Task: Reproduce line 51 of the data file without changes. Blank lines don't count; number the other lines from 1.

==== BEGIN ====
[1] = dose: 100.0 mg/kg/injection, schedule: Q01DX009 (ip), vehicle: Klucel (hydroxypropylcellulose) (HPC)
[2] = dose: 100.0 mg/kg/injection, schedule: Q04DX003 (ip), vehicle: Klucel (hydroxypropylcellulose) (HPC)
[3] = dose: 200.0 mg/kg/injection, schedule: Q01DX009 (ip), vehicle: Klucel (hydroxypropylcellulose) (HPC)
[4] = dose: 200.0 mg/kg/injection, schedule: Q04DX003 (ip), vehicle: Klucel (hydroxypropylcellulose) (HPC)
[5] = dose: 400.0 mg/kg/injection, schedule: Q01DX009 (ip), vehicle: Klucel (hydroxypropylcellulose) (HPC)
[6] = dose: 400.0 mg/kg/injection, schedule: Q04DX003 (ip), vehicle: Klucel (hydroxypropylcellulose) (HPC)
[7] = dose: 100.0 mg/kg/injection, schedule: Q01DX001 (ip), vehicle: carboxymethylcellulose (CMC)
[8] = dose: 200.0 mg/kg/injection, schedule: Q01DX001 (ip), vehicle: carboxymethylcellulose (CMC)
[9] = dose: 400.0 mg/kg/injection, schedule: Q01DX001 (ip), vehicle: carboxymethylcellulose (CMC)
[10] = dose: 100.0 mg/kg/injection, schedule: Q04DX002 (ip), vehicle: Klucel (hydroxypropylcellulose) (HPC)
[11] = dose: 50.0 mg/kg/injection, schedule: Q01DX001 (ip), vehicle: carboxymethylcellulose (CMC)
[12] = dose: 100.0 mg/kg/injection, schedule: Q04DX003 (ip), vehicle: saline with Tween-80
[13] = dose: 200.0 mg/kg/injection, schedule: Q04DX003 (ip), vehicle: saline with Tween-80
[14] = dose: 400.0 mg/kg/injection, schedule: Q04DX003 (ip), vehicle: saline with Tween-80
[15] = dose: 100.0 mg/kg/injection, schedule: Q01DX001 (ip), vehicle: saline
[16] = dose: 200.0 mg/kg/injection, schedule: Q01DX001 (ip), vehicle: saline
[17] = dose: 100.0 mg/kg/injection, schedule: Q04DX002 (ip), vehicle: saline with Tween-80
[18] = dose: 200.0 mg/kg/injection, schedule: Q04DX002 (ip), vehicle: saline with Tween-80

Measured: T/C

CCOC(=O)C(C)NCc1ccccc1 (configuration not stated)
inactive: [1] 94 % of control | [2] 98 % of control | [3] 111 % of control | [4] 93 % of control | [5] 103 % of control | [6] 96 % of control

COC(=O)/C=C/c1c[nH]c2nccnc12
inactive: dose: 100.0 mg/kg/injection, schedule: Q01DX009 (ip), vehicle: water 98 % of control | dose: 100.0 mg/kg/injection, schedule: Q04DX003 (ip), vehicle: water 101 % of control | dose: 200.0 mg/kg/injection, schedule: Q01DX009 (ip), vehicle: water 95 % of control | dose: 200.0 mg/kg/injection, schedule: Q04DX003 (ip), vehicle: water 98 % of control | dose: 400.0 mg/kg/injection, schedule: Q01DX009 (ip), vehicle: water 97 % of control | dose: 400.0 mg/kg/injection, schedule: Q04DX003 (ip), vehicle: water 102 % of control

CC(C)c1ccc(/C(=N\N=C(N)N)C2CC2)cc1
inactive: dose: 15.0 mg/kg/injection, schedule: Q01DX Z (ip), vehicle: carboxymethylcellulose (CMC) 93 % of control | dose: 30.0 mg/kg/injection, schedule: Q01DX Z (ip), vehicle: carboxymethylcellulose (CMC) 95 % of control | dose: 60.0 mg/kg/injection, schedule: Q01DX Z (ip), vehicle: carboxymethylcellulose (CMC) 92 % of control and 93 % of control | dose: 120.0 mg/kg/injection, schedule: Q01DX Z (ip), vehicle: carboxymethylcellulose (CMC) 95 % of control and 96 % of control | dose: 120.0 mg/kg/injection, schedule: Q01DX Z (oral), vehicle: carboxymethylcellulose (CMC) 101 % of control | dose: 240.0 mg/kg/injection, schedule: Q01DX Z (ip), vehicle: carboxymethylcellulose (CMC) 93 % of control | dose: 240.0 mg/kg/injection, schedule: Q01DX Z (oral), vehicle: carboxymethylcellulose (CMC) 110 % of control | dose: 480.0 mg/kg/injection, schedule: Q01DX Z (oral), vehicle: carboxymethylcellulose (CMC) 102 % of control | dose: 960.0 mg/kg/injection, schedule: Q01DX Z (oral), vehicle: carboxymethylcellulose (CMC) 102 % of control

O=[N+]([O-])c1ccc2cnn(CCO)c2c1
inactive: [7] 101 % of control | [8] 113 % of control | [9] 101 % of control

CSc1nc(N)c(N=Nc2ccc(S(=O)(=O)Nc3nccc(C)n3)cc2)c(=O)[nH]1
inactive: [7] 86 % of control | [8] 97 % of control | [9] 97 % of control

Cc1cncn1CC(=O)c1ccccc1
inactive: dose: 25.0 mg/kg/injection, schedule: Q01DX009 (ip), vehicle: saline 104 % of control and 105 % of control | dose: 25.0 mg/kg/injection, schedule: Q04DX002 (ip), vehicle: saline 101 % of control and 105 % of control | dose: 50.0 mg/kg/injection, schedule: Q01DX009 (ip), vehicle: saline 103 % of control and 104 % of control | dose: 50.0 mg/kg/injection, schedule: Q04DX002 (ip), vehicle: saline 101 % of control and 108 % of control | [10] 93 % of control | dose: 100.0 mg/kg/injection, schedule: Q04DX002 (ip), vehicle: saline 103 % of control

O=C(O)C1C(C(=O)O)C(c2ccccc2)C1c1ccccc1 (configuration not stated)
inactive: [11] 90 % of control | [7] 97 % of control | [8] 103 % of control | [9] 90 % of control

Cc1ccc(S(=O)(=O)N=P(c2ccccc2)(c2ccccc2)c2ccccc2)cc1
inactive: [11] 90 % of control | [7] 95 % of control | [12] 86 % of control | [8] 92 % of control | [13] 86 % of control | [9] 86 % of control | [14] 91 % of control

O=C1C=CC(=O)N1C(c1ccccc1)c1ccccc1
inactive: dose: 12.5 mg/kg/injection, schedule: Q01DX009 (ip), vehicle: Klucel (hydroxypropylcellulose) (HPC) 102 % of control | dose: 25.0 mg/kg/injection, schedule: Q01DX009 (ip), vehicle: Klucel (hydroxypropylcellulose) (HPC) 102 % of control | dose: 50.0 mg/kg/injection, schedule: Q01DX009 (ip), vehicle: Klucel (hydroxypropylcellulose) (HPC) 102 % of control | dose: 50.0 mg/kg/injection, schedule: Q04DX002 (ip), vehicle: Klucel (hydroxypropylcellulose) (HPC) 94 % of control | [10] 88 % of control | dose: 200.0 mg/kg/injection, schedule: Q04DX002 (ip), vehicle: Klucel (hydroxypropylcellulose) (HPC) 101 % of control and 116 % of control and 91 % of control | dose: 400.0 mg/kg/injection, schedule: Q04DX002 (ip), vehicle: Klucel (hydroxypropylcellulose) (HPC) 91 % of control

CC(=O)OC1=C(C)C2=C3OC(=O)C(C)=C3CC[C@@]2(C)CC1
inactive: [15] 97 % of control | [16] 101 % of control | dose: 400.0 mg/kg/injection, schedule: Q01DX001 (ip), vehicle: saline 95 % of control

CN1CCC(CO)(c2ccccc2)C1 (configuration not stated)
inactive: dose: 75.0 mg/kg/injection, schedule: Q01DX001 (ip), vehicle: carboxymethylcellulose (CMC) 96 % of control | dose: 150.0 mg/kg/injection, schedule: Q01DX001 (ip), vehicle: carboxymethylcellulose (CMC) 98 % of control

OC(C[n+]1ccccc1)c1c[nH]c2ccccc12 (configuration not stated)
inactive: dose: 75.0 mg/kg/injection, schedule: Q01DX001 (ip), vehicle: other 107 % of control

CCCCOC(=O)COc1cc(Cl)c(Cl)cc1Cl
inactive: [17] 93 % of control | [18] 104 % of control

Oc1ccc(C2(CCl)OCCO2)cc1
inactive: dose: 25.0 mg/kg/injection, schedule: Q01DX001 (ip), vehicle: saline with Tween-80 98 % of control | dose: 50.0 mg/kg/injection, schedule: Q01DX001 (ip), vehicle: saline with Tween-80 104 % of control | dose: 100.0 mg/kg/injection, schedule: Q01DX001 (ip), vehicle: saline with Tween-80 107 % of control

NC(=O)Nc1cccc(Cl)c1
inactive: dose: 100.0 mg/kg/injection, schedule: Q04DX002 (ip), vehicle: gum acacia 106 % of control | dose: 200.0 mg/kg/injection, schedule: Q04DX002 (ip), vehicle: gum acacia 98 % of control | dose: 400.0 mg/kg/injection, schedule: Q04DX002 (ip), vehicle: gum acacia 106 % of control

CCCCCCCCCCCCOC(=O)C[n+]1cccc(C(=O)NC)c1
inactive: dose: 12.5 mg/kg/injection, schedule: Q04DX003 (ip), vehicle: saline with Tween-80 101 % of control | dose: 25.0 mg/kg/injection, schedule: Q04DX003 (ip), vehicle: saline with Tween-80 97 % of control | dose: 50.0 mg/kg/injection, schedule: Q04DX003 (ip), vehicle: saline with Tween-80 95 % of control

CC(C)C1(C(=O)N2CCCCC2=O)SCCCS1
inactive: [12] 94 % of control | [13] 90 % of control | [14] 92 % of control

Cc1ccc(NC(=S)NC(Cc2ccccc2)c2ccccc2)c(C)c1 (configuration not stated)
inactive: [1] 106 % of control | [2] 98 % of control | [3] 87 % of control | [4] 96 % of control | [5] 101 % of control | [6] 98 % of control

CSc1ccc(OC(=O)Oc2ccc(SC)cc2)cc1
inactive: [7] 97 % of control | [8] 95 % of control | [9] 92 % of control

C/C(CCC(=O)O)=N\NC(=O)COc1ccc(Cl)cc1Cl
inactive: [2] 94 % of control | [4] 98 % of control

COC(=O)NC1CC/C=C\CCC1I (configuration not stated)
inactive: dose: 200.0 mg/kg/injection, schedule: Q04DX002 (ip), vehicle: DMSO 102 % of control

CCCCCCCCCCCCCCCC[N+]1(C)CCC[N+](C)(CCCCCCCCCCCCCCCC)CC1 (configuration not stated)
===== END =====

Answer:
inactive: dose: 12.5 mg/kg/injection, schedule: Q04DX003 (ip), vehicle: saline with Tween-80 101 % of control | dose: 25.0 mg/kg/injection, schedule: Q04DX003 (ip), vehicle: saline with Tween-80 97 % of control | dose: 50.0 mg/kg/injection, schedule: Q04DX003 (ip), vehicle: saline with Tween-80 95 % of control